• Do victims feel supported while waiting for an interpreter?
  • Do victims feel safer with an in-person interpreter or over the phone?
  • How do we do a safety check with victims to ensure there is no conflict with the interpreter?
  • How do victims perceive our team’s fluidity when working with interpreters?
  • Do we need to improve this process?

As you can see, coming up with questions is not difficult; however, narrowing the list and selecting the questions that are most important to your SART may be more challenging. Having an outside facilitator for these conversations may be helpful to monitor and move the conversation forward.

Once your SART determines a clear, specific question you want to answer, your team can select the best type of evaluation to collect the information you are seeking.

There is no single "best" approach that can be used in all situations because the methods of collecting and analyzing data vary based on the question and the information you are seeking. Often choosing the correct evaluation method(s) to answer the question is one of the most difficult tasks.

Types of Evaluation

The type of evaluation to use depends on the question your SART is trying to answer.

Evaluation Type

When to Use

What It Shows

Why It Is Useful

Process Evaluation

  • As soon as SART program implementation begins
  • During operation of an existing SART program
  • How your team functions
  • How well the SART program is working
  • The extent to which the SART protocols are being implemented as planned
  • Whether the program is reaching its intended population
  • Provides early warning for any problems that may occur
  • Allows SARTs to monitor how well their program plans and activities are working
  • Supports replication by others
  • Identifies team issues that may reduce its ability to make change

Outcome Evaluation

  • After the SART program has made contact with at least one victim
  • During the operation of an existing SART program at appropriate intervals
  • The degree to which the SART program meets its goals and mission
  • Victim experiences with first responders
  • The intended and unintended long-term impacts of your team’s approach
  • Impact of the team on reports of sexual assault
  • Effectiveness in connecting victims with systems
  • Tells whether the SART program is being effective in meeting objectives
  • Provides evidence for use in policy and funding decisions
  • Provides evidence for additional systems change

Process Evaluation

A process evaluation looks at how your SART functions and helps explain why your SART is meeting its goals and objectives (or not).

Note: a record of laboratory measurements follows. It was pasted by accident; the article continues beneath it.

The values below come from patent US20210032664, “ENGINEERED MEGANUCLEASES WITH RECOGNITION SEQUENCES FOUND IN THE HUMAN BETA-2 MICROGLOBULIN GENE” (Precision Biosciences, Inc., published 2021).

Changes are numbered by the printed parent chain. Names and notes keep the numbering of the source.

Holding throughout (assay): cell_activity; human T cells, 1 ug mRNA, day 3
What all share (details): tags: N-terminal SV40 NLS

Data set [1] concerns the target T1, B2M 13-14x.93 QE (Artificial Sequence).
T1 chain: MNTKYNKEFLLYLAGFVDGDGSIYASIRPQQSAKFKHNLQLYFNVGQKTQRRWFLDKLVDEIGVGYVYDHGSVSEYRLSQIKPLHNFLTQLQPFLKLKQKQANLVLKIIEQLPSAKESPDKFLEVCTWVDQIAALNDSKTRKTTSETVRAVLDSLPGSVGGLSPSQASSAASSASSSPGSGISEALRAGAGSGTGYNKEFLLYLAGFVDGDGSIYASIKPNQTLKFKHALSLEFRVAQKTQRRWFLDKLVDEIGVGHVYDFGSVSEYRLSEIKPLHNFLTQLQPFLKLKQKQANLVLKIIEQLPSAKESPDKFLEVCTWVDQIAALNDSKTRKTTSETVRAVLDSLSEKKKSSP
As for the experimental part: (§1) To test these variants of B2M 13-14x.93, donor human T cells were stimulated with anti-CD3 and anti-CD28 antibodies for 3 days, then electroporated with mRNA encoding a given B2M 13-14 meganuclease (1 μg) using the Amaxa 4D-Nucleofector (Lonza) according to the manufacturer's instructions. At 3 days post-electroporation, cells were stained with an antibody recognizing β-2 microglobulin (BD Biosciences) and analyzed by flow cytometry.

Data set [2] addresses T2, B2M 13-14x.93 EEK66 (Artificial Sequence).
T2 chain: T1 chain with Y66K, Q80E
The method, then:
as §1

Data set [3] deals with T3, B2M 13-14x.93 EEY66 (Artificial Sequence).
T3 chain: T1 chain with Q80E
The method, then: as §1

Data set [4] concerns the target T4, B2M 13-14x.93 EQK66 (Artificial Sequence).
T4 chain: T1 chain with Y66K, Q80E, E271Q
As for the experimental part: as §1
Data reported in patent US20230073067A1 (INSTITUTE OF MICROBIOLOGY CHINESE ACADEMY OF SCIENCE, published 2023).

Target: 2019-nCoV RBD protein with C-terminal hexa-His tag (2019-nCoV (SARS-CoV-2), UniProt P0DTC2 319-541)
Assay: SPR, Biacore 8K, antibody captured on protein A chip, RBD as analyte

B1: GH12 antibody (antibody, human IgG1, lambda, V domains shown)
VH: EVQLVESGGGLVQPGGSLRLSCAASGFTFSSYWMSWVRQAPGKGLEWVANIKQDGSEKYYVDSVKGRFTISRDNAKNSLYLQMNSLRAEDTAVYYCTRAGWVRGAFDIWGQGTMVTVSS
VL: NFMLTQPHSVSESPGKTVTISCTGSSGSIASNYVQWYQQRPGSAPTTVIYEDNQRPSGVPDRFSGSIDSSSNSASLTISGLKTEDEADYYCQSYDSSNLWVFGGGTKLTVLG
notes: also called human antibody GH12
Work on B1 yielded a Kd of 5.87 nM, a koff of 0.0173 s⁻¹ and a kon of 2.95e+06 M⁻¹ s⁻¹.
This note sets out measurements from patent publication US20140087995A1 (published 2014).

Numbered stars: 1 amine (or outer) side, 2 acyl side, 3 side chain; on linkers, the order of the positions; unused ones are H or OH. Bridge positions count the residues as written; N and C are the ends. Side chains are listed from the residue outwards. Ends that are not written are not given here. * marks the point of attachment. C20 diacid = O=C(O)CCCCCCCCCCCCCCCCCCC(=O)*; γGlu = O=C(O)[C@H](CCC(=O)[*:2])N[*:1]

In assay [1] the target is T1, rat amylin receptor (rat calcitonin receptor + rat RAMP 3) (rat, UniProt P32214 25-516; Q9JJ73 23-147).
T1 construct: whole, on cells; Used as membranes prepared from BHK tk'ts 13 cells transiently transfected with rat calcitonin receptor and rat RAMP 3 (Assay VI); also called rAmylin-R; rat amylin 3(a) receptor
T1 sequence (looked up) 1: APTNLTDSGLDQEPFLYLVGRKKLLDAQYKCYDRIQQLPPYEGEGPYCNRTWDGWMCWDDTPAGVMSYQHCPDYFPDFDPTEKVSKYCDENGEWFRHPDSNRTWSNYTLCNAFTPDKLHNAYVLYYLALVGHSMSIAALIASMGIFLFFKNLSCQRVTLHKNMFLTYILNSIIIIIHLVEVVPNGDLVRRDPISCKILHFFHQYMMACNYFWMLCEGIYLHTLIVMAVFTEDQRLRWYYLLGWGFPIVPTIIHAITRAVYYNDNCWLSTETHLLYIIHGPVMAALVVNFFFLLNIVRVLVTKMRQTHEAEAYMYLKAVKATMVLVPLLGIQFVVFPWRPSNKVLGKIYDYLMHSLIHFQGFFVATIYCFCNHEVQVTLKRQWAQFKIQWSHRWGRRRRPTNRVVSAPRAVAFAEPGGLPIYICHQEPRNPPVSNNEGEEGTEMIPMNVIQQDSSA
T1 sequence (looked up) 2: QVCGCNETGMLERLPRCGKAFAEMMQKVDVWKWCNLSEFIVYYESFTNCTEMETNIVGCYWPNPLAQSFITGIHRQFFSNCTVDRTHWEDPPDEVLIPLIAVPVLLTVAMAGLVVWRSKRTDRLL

Process evaluation examines how SARTs operate related to interagency working environments, infrastructure, activates, and implementation, as further explored below.

Interagency Working Environments

Evaluating your team's working environment can include assessing whether your team has a shared interagency mission, the effectiveness of its decision-making process, and the ways it communicates and manages conflict. A process evaluation would provide important information about where changes are needed to improve the team's functioning. Research has shown that a team’s working climate is integral to its success, and that teams that handle conflict can more creatively solve problems and make necessary changes. [149]


Infrastructure can refer to how your team is organized, the skills and strengths of team members, and the effectiveness of team leadership. Assessing infrastructure is important because there is a positive correlation between strong, effective infrastructure and organizational capacity and team effectiveness.


Activities can be described as what you do to fulfill your mission — the specific tasks SART members engage in to meet a client’s needs. These activities could be referrals to the local crisis center, the medical forensic exam, trauma-informed interviewing, hospital intake, or contact by prosecution.

SART Implementation

Process evaluation may also focus on understanding how something worked to help you answer questions such as —

  • what is your SART currently doing?
  • was the program, policy, or protocol consistently followed? How do you stick to the implementation plan?
  • were there any organizational or (other) factors that inhibited (or promoted) implementation?
  • what were the stumbling blocks faced along the way?
  • who is receiving SART services?
  • is there any group of people not being assisted by this SART? Why?
  • how satisfied are service recipients?
  • how are team members using available data?
  • where, when, and why do agencies deviate from the protocol?
  • are there trends appearing? Do these need to be addressed?
  • is the policy, program, or protocol trauma-informed? Culturally sensitive?
  • are there emerging issues not previously considered (statutory changes or technological and scientific advances in evidence collection)?